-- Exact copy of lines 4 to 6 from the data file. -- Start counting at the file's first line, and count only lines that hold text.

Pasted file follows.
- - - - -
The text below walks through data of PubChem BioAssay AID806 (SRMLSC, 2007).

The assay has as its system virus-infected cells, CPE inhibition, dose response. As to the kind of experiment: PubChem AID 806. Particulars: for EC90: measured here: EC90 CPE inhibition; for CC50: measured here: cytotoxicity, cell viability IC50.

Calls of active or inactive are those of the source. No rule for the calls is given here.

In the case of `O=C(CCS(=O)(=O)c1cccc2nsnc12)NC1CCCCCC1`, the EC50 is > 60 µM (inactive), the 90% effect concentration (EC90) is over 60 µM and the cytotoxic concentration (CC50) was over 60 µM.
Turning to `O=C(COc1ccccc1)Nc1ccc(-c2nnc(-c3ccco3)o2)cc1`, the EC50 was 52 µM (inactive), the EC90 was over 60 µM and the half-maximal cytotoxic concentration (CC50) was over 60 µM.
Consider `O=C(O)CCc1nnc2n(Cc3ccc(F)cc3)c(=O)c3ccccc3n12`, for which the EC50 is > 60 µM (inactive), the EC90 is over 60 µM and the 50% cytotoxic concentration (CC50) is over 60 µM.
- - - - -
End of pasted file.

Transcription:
In the case of `O=C(CCS(=O)(=O)c1cccc2nsnc12)NC1CCCCCC1`, the EC50 is > 60 µM (inactive), the 90% effect concentration (EC90) is over 60 µM and the cytotoxic concentration (CC50) was over 60 µM.
Turning to `O=C(COc1ccccc1)Nc1ccc(-c2nnc(-c3ccco3)o2)cc1`, the EC50 was 52 µM (inactive), the EC90 was over 60 µM and the half-maximal cytotoxic concentration (CC50) was over 60 µM.
Consider `O=C(O)CCc1nnc2n(Cc3ccc(F)cc3)c(=O)c3ccccc3n12`, for which the EC50 is > 60 µM (inactive), the EC90 is over 60 µM and the 50% cytotoxic concentration (CC50) is over 60 µM.